Originally Posted by Kurald Galain
The thing is that taking equipment away permanently is seen as a poor tactic, whereas taking equipment away temporarily is fair game.
Which gets into the whole "relatively similar replacement" concept. Putting aside how D&D puts equipment in a very different spot than in most games, and how the removal of equipment tends to be significantly more serious in D&D than in most games, there is a drastic difference between having something go missing only to have something similar replace it in the near future, and losing something irretrievable. There's also the matter of game expectations - this is where the D&D equipment paradigm gets relevant, as equipment loss is generally acceptable in other games, because it is expected that it happens, and most things are not really all that hard to replace with something similar, whereas D&D has lots of expensive things which involve several sessions of build up to acquire, and equipment that is practically a part of a character. There are other approaches - to use a personal example, a future-fantasy game of mine features a bunch of gonzo treasure hunters going around South America in a jeep. By "a jeep" I mean, "on average 1.5 jeeps per session", on account of how the jeeps keep getting blown up, or fall into ravines, or get buried in avalanches, or whatever else. Nobody considers this bad GMing, on account of how it is pretty much expected at this point and has crossed over into being completely hilarious. There is also no reason that D&D couldn't be somewhat closer to this side of things, where one might, for instance, need to get a new shield fairly frequently on account of how it keeps breaking with the specifics of the shields varying.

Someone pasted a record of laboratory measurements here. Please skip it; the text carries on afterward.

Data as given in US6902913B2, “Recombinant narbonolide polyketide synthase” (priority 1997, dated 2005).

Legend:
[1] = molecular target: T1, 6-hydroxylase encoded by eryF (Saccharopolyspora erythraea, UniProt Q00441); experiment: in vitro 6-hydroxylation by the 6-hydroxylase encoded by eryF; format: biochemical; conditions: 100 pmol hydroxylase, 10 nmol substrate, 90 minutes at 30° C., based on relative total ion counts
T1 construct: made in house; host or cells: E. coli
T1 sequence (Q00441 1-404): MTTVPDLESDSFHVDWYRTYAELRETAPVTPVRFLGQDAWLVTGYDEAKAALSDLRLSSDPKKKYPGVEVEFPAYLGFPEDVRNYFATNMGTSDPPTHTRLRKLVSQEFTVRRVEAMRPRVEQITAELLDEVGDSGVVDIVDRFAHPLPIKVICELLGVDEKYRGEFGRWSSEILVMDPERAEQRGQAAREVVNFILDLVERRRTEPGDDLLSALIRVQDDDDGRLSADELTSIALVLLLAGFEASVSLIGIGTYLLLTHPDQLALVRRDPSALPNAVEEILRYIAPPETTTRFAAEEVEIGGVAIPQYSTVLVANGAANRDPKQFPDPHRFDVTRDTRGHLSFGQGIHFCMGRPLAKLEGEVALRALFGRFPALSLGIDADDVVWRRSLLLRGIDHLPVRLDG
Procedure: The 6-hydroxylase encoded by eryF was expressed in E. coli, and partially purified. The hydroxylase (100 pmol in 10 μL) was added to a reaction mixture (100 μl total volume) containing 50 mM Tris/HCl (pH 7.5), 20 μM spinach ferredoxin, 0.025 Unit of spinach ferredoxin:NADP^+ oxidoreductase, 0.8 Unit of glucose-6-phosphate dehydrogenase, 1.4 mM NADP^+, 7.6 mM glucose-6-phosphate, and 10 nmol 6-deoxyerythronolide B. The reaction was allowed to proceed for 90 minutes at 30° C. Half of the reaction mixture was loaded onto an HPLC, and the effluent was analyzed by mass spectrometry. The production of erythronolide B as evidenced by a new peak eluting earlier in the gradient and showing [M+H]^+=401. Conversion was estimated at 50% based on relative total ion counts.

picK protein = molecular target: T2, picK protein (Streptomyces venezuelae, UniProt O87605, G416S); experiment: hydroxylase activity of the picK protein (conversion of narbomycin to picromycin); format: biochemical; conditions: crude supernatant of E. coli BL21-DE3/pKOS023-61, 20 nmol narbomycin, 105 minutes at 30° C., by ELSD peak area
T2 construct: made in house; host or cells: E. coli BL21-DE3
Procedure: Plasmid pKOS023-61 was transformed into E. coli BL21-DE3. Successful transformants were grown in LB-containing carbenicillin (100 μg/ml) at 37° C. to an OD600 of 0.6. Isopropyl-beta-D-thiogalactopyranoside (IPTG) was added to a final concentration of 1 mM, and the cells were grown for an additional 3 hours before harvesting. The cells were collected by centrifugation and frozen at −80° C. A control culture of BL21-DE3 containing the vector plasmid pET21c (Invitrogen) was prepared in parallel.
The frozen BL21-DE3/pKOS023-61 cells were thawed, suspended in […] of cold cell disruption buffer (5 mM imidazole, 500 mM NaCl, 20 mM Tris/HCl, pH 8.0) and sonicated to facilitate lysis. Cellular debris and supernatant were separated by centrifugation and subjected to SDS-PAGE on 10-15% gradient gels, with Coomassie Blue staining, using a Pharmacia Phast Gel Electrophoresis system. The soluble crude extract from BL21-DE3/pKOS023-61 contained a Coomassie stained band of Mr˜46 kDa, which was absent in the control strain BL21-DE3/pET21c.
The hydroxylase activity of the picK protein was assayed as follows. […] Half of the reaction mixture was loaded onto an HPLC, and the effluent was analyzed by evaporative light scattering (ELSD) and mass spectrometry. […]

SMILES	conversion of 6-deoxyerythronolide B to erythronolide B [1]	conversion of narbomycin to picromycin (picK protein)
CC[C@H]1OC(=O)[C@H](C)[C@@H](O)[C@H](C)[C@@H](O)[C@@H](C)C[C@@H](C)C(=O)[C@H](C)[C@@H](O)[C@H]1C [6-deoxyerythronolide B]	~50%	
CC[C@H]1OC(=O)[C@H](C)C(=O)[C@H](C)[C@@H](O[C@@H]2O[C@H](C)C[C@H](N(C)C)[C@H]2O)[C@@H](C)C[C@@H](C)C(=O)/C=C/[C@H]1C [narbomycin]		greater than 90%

With all of that said - the solution to the original problem of somewhat too good equipment is not contrived removal. It's talking to the player, and agreeing to tone down the effect of the equipment for future sessions.